Kay Botkin Glass & Granite Sculptures
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Artist Bio

Kay has been working in stained glass since 1971. Her involvement with glass started at a studio in Scottsdale, Arizona where she learned all phases of stained glass fabrication, including the copper foil and lead came techniques. She has studied stained glass design under Sue Bird of Utah, Margareta Grandin-Nettles of Nantucket Island, Massachusetts, and Charles Z. Lawrence of Philadelphia, Pennsylvania.
In 1973 Kay opened her own stained glass studio, The Stained Glass Shop, in Arizona. The retail studio featured original glass gift items, decorative wall reliefs, and custom stained glass. Comprehensive stained glass classes were offered and taught by Kay. Colored glass from around the world was also a feature, as well as tools and supplies.
Kay’s original stained glass art has been exhibited throughout Arizona and across the United States. Her stained glass work has also been shown internationally. A stained glass panel designed and fabricated by Kay, entitled Southwest Pottery, was one of twenty panels on exhibit at La Galerie du Vitral, Chartres, France. This exhibit, sponsored by The Stained Glass Association of America, was the first presentation of non-architectural American stained glass in Europe.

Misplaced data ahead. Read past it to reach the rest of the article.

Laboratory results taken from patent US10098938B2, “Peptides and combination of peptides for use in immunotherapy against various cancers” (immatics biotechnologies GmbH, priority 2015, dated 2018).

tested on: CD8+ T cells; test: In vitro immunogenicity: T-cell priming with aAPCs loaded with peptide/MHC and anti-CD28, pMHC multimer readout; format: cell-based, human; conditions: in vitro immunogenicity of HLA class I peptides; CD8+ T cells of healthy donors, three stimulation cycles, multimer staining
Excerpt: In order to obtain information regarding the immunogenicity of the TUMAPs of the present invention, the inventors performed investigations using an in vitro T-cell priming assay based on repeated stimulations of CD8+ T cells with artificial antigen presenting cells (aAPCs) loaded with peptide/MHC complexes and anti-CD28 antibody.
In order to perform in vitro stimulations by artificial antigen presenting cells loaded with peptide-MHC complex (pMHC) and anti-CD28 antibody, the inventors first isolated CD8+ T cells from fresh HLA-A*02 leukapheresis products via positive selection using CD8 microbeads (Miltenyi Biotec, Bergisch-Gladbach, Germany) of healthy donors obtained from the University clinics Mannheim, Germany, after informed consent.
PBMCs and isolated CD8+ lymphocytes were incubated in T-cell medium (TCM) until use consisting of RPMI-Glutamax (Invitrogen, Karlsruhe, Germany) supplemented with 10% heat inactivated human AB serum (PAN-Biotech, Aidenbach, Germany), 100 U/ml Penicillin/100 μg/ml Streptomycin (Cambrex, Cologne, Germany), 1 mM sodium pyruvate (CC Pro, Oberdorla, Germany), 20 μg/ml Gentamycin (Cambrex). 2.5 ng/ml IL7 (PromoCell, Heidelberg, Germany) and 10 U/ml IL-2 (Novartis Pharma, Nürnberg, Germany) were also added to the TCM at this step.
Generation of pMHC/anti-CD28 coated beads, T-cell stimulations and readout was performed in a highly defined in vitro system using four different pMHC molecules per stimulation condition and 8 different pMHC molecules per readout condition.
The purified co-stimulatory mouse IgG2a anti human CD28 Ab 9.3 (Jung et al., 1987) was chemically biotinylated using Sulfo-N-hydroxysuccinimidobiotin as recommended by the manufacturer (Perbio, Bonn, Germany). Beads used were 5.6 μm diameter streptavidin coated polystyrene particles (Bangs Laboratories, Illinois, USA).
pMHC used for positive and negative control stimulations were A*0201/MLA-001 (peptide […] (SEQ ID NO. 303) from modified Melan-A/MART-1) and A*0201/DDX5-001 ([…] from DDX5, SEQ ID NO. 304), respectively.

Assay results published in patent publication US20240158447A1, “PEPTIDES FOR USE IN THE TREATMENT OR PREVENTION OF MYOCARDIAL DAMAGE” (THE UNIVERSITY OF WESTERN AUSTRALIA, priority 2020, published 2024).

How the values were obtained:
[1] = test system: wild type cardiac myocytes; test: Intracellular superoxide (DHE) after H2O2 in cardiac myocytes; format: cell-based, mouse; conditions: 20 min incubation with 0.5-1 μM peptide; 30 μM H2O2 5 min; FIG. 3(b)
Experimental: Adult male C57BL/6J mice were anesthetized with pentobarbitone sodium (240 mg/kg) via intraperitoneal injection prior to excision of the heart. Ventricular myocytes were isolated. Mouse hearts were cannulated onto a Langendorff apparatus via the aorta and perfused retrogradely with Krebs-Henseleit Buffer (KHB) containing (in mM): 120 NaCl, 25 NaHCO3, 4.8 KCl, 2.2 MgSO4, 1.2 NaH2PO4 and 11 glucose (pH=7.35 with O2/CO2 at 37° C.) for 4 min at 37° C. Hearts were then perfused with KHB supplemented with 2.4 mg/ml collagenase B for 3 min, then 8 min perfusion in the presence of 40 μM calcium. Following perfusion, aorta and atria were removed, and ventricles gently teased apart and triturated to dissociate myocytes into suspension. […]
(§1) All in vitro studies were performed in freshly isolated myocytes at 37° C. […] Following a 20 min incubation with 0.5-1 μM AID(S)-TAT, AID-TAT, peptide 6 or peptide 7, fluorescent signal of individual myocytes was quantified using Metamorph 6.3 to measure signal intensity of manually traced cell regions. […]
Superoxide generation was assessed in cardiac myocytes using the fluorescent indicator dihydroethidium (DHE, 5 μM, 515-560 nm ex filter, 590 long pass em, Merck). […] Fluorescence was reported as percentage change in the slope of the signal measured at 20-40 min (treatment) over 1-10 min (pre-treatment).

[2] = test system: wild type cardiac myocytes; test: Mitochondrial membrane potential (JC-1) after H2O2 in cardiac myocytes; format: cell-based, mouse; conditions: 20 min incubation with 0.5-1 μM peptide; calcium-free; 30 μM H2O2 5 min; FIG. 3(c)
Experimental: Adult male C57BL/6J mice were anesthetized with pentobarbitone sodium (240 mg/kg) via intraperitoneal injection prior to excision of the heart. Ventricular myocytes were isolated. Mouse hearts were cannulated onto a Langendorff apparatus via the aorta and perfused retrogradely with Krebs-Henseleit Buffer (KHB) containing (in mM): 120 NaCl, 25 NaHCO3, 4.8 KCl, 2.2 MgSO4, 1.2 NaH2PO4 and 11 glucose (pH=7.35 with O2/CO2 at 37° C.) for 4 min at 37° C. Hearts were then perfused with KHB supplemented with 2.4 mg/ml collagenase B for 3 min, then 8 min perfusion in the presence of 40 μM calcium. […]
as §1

Award and Prize Recognition

Best of Show - Shared Recognition
Annual Mesa Stained Glass Show
Mesa, Arizona

Best Use of Opalescent Glass
Associates Show
Stained Glass Association of America
Jekyll Island, Georgia

Best of Show
Associates Show,
Stained Glass Association of America
Toronto, Canada

Kay participated in the Phoenix Art Museum’s Annual Christmas Tree Festival. Her stained glass work was featured in the magazine Better Homes and Gardens “Christmas Ideas” and in the book Treasury of Christmas Crafts and Foods, published by Better Homes and Gardens.
Recently Kay has been working on a series of stone sculptures incorporating glass. She has been using primarily Maine granite with a wide verity of glass types, including pieces she has fired in her kiln and inch thick “dalle de virre” glass. These sculptures have been used as lawn and garden sculptures as well as deck and inside home accent pieces. .